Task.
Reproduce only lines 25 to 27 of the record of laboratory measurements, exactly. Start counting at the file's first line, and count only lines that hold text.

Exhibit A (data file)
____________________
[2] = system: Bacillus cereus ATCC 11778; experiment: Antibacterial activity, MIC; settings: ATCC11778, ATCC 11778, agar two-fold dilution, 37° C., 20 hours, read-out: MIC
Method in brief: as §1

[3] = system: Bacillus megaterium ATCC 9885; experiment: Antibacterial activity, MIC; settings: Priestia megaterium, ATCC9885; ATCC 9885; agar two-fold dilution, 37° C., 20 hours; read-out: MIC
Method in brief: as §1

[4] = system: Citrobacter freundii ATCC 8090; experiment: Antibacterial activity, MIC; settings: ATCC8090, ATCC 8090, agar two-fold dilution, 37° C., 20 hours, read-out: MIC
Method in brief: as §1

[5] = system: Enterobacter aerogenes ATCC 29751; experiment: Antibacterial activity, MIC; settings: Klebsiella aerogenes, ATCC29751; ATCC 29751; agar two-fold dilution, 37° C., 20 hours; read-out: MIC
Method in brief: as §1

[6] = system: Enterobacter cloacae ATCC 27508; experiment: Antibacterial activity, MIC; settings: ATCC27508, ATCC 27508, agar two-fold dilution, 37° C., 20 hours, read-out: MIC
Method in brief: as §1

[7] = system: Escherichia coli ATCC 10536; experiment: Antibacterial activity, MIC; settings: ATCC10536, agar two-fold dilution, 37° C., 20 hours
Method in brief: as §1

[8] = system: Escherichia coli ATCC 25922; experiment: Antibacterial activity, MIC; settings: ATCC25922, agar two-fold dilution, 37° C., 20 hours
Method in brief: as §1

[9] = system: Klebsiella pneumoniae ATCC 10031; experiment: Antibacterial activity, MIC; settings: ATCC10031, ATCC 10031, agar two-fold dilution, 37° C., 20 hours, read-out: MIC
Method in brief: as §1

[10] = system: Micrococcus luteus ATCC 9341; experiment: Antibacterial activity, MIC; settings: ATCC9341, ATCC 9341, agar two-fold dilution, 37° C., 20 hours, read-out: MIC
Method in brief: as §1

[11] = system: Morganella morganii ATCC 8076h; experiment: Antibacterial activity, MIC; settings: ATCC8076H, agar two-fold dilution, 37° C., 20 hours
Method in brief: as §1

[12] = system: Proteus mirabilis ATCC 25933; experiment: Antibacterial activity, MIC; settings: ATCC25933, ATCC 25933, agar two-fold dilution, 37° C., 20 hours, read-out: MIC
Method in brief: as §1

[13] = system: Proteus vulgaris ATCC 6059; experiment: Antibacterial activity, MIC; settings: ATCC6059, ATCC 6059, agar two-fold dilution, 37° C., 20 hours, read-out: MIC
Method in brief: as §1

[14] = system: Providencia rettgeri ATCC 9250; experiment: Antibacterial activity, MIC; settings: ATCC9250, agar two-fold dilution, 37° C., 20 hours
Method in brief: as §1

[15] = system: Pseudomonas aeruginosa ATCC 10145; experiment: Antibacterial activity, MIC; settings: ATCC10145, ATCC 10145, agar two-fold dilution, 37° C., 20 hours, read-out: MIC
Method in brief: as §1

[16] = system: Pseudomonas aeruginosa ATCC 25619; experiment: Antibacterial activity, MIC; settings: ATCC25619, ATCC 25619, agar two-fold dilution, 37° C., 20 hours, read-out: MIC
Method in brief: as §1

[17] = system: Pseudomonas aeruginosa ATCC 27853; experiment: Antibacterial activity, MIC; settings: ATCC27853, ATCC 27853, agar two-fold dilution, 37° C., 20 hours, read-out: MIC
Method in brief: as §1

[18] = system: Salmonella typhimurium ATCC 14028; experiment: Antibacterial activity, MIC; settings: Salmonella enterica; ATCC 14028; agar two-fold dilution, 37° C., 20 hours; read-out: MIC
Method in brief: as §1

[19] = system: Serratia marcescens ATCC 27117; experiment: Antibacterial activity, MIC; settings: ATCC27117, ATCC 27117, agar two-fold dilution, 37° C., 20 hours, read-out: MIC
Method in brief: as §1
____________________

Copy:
[14] = system: Providencia rettgeri ATCC 9250; experiment: Antibacterial activity, MIC; settings: ATCC9250, agar two-fold dilution, 37° C., 20 hours
Method in brief: as §1

[15] = system: Pseudomonas aeruginosa ATCC 10145; experiment: Antibacterial activity, MIC; settings: ATCC10145, ATCC 10145, agar two-fold dilution, 37° C., 20 hours, read-out: MIC